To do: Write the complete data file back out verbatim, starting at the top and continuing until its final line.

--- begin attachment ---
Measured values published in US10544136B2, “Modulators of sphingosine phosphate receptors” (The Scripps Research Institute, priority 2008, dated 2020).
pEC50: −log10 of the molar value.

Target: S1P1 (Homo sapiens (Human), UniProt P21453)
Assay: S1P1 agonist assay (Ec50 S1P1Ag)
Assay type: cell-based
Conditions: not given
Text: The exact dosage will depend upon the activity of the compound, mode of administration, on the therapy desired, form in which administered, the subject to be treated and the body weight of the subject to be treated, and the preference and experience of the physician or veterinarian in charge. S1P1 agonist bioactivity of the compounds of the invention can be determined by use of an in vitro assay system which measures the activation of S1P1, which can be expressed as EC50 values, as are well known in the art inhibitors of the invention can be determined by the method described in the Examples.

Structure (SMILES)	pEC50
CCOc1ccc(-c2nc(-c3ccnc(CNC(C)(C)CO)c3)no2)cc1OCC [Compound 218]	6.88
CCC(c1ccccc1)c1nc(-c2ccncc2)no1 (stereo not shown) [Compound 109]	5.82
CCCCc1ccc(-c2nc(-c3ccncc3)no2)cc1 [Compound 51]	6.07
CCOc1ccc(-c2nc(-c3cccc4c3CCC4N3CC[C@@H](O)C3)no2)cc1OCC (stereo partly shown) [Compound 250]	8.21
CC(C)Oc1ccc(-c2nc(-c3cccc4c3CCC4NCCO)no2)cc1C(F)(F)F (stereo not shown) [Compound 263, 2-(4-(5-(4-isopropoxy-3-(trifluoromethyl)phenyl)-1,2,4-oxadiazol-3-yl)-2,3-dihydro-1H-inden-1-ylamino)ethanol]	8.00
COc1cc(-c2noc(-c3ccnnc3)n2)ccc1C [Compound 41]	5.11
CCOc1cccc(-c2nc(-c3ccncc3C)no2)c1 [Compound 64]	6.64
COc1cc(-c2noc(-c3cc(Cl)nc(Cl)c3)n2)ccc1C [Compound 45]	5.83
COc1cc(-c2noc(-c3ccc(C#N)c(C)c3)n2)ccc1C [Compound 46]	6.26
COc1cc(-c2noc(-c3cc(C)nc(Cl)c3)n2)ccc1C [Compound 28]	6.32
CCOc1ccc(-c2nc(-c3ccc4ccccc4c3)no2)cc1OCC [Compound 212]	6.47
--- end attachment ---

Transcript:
Measured values published in US10544136B2, “Modulators of sphingosine phosphate receptors” (The Scripps Research Institute, priority 2008, dated 2020).
pEC50: −log10 of the molar value.

Target: S1P1 (Homo sapiens (Human), UniProt P21453)
Assay: S1P1 agonist assay (Ec50 S1P1Ag)
Assay type: cell-based
Conditions: not given
Text: The exact dosage will depend upon the activity of the compound, mode of administration, on the therapy desired, form in which administered, the subject to be treated and the body weight of the subject to be treated, and the preference and experience of the physician or veterinarian in charge. S1P1 agonist bioactivity of the compounds of the invention can be determined by use of an in vitro assay system which measures the activation of S1P1, which can be expressed as EC50 values, as are well known in the art inhibitors of the invention can be determined by the method described in the Examples.

Structure (SMILES)	pEC50
CCOc1ccc(-c2nc(-c3ccnc(CNC(C)(C)CO)c3)no2)cc1OCC [Compound 218]	6.88
CCC(c1ccccc1)c1nc(-c2ccncc2)no1 (stereo not shown) [Compound 109]	5.82
CCCCc1ccc(-c2nc(-c3ccncc3)no2)cc1 [Compound 51]	6.07
CCOc1ccc(-c2nc(-c3cccc4c3CCC4N3CC[C@@H](O)C3)no2)cc1OCC (stereo partly shown) [Compound 250]	8.21
CC(C)Oc1ccc(-c2nc(-c3cccc4c3CCC4NCCO)no2)cc1C(F)(F)F (stereo not shown) [Compound 263, 2-(4-(5-(4-isopropoxy-3-(trifluoromethyl)phenyl)-1,2,4-oxadiazol-3-yl)-2,3-dihydro-1H-inden-1-ylamino)ethanol]	8.00
COc1cc(-c2noc(-c3ccnnc3)n2)ccc1C [Compound 41]	5.11
CCOc1cccc(-c2nc(-c3ccncc3C)no2)c1 [Compound 64]	6.64
COc1cc(-c2noc(-c3cc(Cl)nc(Cl)c3)n2)ccc1C [Compound 45]	5.83
COc1cc(-c2noc(-c3ccc(C#N)c(C)c3)n2)ccc1C [Compound 46]	6.26
COc1cc(-c2noc(-c3cc(C)nc(Cl)c3)n2)ccc1C [Compound 28]	6.32
CCOc1ccc(-c2nc(-c3ccc4ccccc4c3)no2)cc1OCC [Compound 212]	6.47